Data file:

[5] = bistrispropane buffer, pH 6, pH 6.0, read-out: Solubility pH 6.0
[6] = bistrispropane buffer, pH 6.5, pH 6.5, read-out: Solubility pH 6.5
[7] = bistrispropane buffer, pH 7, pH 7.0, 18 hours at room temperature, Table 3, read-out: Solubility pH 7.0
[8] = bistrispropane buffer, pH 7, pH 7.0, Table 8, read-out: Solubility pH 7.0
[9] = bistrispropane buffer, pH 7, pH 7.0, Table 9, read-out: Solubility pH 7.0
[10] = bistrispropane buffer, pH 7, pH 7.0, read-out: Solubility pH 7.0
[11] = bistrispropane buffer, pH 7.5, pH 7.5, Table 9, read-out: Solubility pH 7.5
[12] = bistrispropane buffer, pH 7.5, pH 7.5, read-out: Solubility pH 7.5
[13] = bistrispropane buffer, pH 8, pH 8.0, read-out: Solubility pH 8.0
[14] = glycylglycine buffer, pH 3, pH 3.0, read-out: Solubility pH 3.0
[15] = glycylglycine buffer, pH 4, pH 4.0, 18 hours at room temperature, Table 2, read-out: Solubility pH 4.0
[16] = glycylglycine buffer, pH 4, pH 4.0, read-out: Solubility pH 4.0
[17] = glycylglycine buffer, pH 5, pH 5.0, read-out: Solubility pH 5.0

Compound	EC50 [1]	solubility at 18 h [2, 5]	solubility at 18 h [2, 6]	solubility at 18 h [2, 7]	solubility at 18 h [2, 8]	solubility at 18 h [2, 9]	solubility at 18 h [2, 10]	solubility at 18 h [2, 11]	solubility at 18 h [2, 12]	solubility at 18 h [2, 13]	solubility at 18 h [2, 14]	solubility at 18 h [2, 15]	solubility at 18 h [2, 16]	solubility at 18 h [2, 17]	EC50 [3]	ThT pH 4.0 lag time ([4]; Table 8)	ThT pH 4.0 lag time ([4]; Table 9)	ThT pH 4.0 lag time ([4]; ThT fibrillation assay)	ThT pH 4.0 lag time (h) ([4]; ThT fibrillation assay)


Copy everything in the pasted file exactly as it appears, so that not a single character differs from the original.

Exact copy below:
[5] = bistrispropane buffer, pH 6, pH 6.0, read-out: Solubility pH 6.0
[6] = bistrispropane buffer, pH 6.5, pH 6.5, read-out: Solubility pH 6.5
[7] = bistrispropane buffer, pH 7, pH 7.0, 18 hours at room temperature, Table 3, read-out: Solubility pH 7.0
[8] = bistrispropane buffer, pH 7, pH 7.0, Table 8, read-out: Solubility pH 7.0
[9] = bistrispropane buffer, pH 7, pH 7.0, Table 9, read-out: Solubility pH 7.0
[10] = bistrispropane buffer, pH 7, pH 7.0, read-out: Solubility pH 7.0
[11] = bistrispropane buffer, pH 7.5, pH 7.5, Table 9, read-out: Solubility pH 7.5
[12] = bistrispropane buffer, pH 7.5, pH 7.5, read-out: Solubility pH 7.5
[13] = bistrispropane buffer, pH 8, pH 8.0, read-out: Solubility pH 8.0
[14] = glycylglycine buffer, pH 3, pH 3.0, read-out: Solubility pH 3.0
[15] = glycylglycine buffer, pH 4, pH 4.0, 18 hours at room temperature, Table 2, read-out: Solubility pH 4.0
[16] = glycylglycine buffer, pH 4, pH 4.0, read-out: Solubility pH 4.0
[17] = glycylglycine buffer, pH 5, pH 5.0, read-out: Solubility pH 5.0

Compound	EC50 [1]	solubility at 18 h [2, 5]	solubility at 18 h [2, 6]	solubility at 18 h [2, 7]	solubility at 18 h [2, 8]	solubility at 18 h [2, 9]	solubility at 18 h [2, 10]	solubility at 18 h [2, 11]	solubility at 18 h [2, 12]	solubility at 18 h [2, 13]	solubility at 18 h [2, 14]	solubility at 18 h [2, 15]	solubility at 18 h [2, 16]	solubility at 18 h [2, 17]	EC50 [3]	ThT pH 4.0 lag time ([4]; Table 8)	ThT pH 4.0 lag time ([4]; Table 9)	ThT pH 4.0 lag time ([4]; ThT fibrillation assay)	ThT pH 4.0 lag time (h) ([4]; ThT fibrillation assay)